Future Scottish poetry stars in frame as shortlist announced for largest poetry prize in UK

Future Scottish poetry stars in frame as shortlist announced for largest poetry prize in UK

The eagerly awaited shortlist for the second Edwin Morgan Poetry Award has been announced today by the Scottish Poetry Library.

The £20,000 award for Scottish poets aged 30 or under, which is the largest poetry prize in the UK, was first given in 2014 and is awarded biennially.

Award judges Scots Makar Jackie Kay and poet Stewart Conn said ‘Our shortlist reflects not just the richness and energy of this year's entries but a startling diversity: traditional forms put to harmonious use, dream-worlds and the natural world lyrically evoked, insights into aspects of Scottishness and responses to works of art, verbal wit and typographical inventiveness, and a probing of new poem sources and modes, all of which we feel Edwin Morgan would have heartily approved.’

The 2016 shortlisted poets are:

  • Claire Askew whose first collection This Changes Things was published by Bloodaxe earlier this year. She has appeared on Radio 3’s The Verb.
  • Penny Boxall whose first collection Ship of the Line is published by Eyewear. In 2014, she was commended in the Forward Prize.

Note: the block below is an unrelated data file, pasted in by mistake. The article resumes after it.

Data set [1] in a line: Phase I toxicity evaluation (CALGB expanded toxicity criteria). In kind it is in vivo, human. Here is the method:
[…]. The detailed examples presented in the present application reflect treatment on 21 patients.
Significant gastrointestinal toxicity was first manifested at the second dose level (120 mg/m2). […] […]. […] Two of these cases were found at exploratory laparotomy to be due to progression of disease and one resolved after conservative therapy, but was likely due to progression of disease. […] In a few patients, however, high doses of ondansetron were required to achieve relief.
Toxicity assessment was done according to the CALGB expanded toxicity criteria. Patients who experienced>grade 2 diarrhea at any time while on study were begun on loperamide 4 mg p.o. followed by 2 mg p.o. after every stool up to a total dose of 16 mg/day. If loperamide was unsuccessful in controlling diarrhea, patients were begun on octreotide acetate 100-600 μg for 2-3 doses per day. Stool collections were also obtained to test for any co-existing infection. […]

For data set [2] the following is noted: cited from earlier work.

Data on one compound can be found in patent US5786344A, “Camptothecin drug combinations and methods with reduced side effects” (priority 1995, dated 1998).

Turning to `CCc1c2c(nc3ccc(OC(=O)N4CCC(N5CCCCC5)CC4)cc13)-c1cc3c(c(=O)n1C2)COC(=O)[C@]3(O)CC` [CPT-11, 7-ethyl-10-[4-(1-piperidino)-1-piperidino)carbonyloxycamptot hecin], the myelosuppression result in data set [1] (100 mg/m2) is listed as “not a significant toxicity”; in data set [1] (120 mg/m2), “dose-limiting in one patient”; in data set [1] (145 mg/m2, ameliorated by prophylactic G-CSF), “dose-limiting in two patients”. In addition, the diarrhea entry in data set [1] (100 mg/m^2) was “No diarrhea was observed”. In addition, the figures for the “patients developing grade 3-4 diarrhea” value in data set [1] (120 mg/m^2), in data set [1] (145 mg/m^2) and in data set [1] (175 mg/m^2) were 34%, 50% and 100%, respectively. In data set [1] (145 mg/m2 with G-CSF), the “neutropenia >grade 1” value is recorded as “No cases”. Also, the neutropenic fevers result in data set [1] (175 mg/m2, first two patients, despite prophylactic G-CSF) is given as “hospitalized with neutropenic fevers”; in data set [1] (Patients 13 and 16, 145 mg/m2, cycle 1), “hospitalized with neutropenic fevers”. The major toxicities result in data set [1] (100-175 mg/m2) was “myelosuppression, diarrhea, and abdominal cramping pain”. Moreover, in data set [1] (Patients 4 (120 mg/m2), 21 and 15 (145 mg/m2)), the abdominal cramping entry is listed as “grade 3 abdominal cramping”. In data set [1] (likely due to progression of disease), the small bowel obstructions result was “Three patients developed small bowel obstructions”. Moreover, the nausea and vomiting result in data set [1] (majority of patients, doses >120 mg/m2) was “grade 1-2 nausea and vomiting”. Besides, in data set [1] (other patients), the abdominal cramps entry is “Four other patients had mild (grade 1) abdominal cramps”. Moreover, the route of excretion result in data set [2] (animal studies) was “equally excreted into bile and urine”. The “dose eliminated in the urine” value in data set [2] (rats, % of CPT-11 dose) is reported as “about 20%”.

• Sophie Collins who received an Eric Gregory Award in 2014. An extended selection of her work will be featured in the first instalment of the newly revived Penguin Modern Poets series, with Emily Berry and Anne Carson, this July.
  • Harry Giles whose debut collection Tonguit (Freight Books) has been nominated for 2016’s Forward Prize for Best First Collection.
  • Miriam Nash whose pamphlet Small Change is published by flipped eye. She won an Eric Gregory Award in 2015.
  • Stewart Sanderson who was shortlisted for the inaugural Edwin Morgan Poetry Award. In 2015 he received an Eric Gregory Award. This November he will take up a Robert Louis Stevenson Fellowship in Grez-sur-Loing, France.

The inaugural Edwin Morgan Poetry Award was won by Niall Campbell, whose debut collection Moontide went on to win the Saltire Society’s First Book of the Year Award and was shortlisted for the Forward Prize for Best First Collection. He is soon to have a first US collection published as part of the prestigious Princeton Series of Contemporary Poets.

Campbell says of his win in 2014: ‘I think the bankers have it wrong – time isn’t money; money is time. I used this extra time away from work to write. And to read more than I would have. And to accept offers of readings which I might not otherwise have been able to accept. The award allowed me 21 months away from work to concentrate on writing.’

The overall winner of the award will be revealed at the Book Festival during a special event with judges Jackie Kay and Stewart Conn on Thursday 18 August. Tickets to the event cost £8 (£6 concessions) and are available now.

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